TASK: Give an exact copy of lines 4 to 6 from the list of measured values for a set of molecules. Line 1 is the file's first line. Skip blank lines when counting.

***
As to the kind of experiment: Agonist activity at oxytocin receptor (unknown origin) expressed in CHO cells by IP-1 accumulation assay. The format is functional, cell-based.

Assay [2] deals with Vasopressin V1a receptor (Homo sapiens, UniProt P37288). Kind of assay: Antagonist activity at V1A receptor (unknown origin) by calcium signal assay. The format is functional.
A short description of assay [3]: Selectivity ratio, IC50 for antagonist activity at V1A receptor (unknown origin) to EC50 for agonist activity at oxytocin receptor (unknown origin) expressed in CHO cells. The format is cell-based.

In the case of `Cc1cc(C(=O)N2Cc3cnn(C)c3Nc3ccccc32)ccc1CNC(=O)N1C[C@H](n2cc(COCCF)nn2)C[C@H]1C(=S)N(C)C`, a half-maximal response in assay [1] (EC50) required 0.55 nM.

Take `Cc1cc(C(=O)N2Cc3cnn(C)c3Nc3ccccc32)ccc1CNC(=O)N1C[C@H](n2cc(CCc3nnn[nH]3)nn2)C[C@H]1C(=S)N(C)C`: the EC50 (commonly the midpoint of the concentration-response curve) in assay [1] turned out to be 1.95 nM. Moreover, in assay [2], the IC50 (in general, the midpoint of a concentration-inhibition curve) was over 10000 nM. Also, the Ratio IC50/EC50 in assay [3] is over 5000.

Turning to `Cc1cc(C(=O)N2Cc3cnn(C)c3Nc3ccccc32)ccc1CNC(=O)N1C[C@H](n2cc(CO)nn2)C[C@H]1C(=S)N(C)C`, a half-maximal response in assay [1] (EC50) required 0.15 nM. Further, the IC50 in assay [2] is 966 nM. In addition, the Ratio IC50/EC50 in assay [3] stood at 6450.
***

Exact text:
In the case of `Cc1cc(C(=O)N2Cc3cnn(C)c3Nc3ccccc32)ccc1CNC(=O)N1C[C@H](n2cc(COCCF)nn2)C[C@H]1C(=S)N(C)C`, a half-maximal response in assay [1] (EC50) required 0.55 nM.

Take `Cc1cc(C(=O)N2Cc3cnn(C)c3Nc3ccccc32)ccc1CNC(=O)N1C[C@H](n2cc(CCc3nnn[nH]3)nn2)C[C@H]1C(=S)N(C)C`: the EC50 (commonly the midpoint of the concentration-response curve) in assay [1] turned out to be 1.95 nM. Moreover, in assay [2], the IC50 (in general, the midpoint of a concentration-inhibition curve) was over 10000 nM. Also, the Ratio IC50/EC50 in assay [3] is over 5000.

Turning to `Cc1cc(C(=O)N2Cc3cnn(C)c3Nc3ccccc32)ccc1CNC(=O)N1C[C@H](n2cc(CO)nn2)C[C@H]1C(=S)N(C)C`, a half-maximal response in assay [1] (EC50) required 0.15 nM. Further, the IC50 in assay [2] is 966 nM. In addition, the Ratio IC50/EC50 in assay [3] stood at 6450.